Answered by, Amy Poulin-Braim, VMD, DACVS-LA, Neshanic Station, NJ
Question: I would like to ask about ringbone. Are there treatment options for ringbone and if so, how do they work?
The history is on a 2-year-old horse that the ringbone appeared at 7 months of age. He was always in the paddock and suddenly I saw the ringbone begin.
Answer: Your question regarding ring bone in a young horse is a challenging one, without seeing and evaluating your horse or having any additional information.
Generally speaking, ring bone (arthritis of the coffin joint (low ring bone) or pastern joint (high ring bone) is a chronic progressive osteoarthritic disease in middle to older aged horses. It is usually secondary to chronic repetitive trauma or soft tissue instability of the joint.
In young horses, ring bone usually develops secondary to trauma to the bone, growth plates or surrounding soft tissue structures that give the joint stability. Additionally, conformational abnormalities, which places abnormal stress and strain across the joint, can also cause progressive arthritis.
Evaluation by your veterinarian is critical. This would include a physical and lameness examination. Also the extent of bony remodeling across the joint can only be assessed by radiographs, this will also help to identify which type and extent of ring bone your horse has (low or high). The surrounding soft tissue structures should also be evaluated by ultrasound, as they may have originally been damaged requiring a different form of treatment or they may become damaged by impingement of the new bone growth from the ring bone.
There are various treatments available that should be prescribed by your veterinarian. Systemic anti-inflammatory medication to help alleviate pain related to chronic arthritis is a good first step. Additionally, intra-articular joint injections with corticosteroids can help ease inflammation and pain associated with chronic arthritic pain. There is a topical anti-inflammatory cream that can be applied temporarily as well as shock wave therapy. Lastly, surgical fusion of the joint with plates and screws is also an option, which eventually can provide pain relief by inhibiting motion across the joint space and fusing the two bones together.
Your veterinarian will be able to best guide you in the decision making process after evaluating your horse. Best of luck with your horse and I would encourage you to contact your veterinarian for further discussion.
Question: We use to be told that the joints would fuse at a certain age and there would be no need for injections. True or False?
Answer: Normal joints, without evidence of osteoarthritis, trauma and/or inflammation should continue to function with normal gliding motion between cartilage surfaces without the need for joint injections.
Normal joints can become temporarily inflamed secondary to trauma/inflammation. This could be from a bad step, twist, strain, overuse. This cycle of inflammation can be mitigated by joint injections, reducing pain, swelling, effusion (increased production of abnormal joint fluid) restoring the internal joint fluid back to normal color and viscosity.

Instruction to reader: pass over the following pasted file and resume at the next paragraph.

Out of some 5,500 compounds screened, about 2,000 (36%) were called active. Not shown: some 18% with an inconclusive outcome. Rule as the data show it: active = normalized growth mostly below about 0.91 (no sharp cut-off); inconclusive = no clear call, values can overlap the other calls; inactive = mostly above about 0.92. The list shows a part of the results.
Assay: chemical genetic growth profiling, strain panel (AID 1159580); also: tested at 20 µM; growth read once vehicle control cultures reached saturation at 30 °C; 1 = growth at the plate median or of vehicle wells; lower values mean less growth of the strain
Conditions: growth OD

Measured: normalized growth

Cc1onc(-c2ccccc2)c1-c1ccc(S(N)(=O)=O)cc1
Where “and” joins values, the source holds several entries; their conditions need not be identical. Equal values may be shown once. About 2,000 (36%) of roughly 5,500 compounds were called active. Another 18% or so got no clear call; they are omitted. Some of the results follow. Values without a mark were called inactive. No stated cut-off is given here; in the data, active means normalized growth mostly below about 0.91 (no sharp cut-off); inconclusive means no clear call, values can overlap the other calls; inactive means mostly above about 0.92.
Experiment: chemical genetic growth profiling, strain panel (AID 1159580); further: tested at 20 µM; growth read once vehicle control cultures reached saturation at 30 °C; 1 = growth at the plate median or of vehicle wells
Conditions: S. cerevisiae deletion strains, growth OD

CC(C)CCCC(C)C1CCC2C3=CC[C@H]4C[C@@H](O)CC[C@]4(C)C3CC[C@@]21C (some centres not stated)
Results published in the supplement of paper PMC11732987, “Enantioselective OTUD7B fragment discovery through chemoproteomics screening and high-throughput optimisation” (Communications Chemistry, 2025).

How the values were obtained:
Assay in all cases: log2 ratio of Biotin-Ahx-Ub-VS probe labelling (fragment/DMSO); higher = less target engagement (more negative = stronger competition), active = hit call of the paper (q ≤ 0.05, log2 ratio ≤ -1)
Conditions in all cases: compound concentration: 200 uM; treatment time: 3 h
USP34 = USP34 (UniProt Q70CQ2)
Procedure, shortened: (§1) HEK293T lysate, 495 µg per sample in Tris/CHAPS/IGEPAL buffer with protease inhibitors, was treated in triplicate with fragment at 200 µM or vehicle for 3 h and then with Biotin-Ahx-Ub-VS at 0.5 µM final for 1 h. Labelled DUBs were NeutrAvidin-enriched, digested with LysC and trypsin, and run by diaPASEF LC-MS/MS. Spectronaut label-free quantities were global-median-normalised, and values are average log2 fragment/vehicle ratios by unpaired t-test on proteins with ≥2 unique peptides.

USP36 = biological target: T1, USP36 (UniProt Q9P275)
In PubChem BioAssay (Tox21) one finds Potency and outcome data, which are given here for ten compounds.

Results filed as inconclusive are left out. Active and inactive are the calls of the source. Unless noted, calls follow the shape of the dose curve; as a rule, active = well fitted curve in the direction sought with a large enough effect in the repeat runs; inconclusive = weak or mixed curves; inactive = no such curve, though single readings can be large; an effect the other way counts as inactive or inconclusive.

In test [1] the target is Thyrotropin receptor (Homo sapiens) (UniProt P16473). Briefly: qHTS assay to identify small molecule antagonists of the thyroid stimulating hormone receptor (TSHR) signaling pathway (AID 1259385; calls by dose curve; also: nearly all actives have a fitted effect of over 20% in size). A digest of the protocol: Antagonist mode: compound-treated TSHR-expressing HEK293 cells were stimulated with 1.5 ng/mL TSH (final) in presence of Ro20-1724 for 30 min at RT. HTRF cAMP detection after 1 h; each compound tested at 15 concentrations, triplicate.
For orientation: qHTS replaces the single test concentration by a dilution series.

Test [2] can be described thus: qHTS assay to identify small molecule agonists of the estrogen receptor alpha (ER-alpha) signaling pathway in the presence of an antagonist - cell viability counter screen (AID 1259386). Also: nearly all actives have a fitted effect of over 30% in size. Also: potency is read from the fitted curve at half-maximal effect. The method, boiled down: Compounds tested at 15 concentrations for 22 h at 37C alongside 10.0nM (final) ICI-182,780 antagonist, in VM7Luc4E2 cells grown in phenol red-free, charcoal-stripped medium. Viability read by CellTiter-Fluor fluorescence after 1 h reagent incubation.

If trauma/inflammation is persistent secondary to chronic overuse, cartilage breakdown, supporting soft tissue injury and conformational defects, which leads to improper loading of the joint, the cartilage surfaces start to break down (beginning stage of arthritis), underlying subchondral bone may become damaged which leads to chronic pain and lameness.
The body then starts to produce new bone in efforts to stabilize the joint. While this is occurring it can be a painful and prolonged process and often times, joint injections help to reduce some of the clinical signs to some extent, but do not resolve the underlying problem.
Joint fusion can occur naturally, chemically or surgically with the goal being to stop motion between two bone/cartilage surfaces.
To answer your question, there is no age that this happens in all horses in all joints. In general, advanced arthritis (most commonly- low or high ring bone or bone spavin in the hock (arthritis of the two lower hock joints)), takes a very long time for natural complete fusion to occur, if it occurs at all and is painful during this process. Usually, this type of arthritis is seen in older horses from wear and tear of performance, but can be seen in younger horses secondary to trauma or conformational abnormalities.
Chemical fusion works by injection of an agent that destroys or melts the cartilage surfaces such that bone on bone remains behind and eventually, over time, these two bone surfaces fuse together. Again, this can be a very painful procedure that takes several months to complete.
Surgical fusion is a procedure performed under general anesthesia that removes the cartilage surfaces between two bones and uses a combination of plates and screws to stabilize across the joint to allow for healing of the bone ends to one another. Again, this is a painful procedure, with involvement of surgery, but tends to get a more controlled and quicker response to healing due to stabilization of the bones between the joint.
Out of all of the joints in the horse, the lower hock joints is the most common location that has the possibility to naturally fuse over time. However, the age and time frame is highly variable and dependent on the horse and may require joint injections 1-2 times/year to help reduce inflammation and pain while this is happening.